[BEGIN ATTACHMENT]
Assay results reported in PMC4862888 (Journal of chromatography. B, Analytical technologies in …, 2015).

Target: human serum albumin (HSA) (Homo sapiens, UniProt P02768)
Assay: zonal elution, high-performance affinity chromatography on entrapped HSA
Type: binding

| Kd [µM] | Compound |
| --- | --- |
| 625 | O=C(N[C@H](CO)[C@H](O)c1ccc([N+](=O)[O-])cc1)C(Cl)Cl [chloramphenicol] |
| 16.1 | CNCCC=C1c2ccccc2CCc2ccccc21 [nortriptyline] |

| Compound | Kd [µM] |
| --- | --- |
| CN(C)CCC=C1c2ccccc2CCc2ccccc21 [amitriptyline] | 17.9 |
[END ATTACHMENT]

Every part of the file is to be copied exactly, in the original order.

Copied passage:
Assay results reported in PMC4862888 (Journal of chromatography. B, Analytical technologies in …, 2015).

Target: human serum albumin (HSA) (Homo sapiens, UniProt P02768)
Assay: zonal elution, high-performance affinity chromatography on entrapped HSA
Type: binding

| Kd [µM] | Compound |
| --- | --- |
| 625 | O=C(N[C@H](CO)[C@H](O)c1ccc([N+](=O)[O-])cc1)C(Cl)Cl [chloramphenicol] |
| 16.1 | CNCCC=C1c2ccccc2CCc2ccccc21 [nortriptyline] |

| Compound | Kd [µM] |
| --- | --- |
| CN(C)CCC=C1c2ccccc2CCc2ccccc21 [amitriptyline] | 17.9 |